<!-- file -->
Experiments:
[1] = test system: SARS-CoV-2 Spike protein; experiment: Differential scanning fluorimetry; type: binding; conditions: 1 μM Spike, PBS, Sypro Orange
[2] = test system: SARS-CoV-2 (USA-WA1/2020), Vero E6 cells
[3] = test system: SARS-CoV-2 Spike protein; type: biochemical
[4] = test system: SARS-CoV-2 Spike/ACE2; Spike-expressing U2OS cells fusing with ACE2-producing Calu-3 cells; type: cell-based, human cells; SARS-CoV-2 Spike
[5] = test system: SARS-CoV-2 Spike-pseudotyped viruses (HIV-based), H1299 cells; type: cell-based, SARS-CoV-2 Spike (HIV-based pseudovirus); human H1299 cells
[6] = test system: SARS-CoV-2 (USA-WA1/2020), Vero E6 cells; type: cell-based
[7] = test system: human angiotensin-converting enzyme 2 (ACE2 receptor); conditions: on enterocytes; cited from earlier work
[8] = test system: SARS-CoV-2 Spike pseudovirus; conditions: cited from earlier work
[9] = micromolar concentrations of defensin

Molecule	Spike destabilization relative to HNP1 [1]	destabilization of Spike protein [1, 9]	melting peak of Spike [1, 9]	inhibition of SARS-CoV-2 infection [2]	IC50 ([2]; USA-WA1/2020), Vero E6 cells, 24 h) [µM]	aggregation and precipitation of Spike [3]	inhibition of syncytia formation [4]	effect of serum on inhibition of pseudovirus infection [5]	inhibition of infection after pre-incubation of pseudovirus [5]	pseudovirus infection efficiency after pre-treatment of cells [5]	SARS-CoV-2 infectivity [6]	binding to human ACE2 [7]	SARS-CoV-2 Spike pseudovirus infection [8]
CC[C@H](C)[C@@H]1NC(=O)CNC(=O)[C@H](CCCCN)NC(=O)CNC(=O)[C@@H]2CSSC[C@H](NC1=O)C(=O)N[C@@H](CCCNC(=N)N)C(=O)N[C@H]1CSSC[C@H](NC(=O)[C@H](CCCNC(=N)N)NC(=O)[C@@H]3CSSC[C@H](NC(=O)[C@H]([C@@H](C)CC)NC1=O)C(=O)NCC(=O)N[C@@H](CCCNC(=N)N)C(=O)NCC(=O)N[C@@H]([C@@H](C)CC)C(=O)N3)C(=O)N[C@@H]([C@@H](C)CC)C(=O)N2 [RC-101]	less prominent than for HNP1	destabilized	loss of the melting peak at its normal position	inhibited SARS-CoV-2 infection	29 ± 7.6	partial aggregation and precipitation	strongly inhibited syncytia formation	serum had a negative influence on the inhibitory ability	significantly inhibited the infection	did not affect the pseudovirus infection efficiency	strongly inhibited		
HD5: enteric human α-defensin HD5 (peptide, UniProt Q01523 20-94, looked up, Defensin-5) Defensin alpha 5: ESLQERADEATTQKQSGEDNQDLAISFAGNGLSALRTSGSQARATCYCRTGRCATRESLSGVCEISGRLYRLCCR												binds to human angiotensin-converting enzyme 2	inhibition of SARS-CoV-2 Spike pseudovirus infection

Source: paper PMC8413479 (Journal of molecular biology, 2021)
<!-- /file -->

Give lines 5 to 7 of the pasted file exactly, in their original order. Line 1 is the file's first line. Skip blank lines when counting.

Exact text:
[4] = test system: SARS-CoV-2 Spike/ACE2; Spike-expressing U2OS cells fusing with ACE2-producing Calu-3 cells; type: cell-based, human cells; SARS-CoV-2 Spike
[5] = test system: SARS-CoV-2 Spike-pseudotyped viruses (HIV-based), H1299 cells; type: cell-based, SARS-CoV-2 Spike (HIV-based pseudovirus); human H1299 cells
[6] = test system: SARS-CoV-2 (USA-WA1/2020), Vero E6 cells; type: cell-based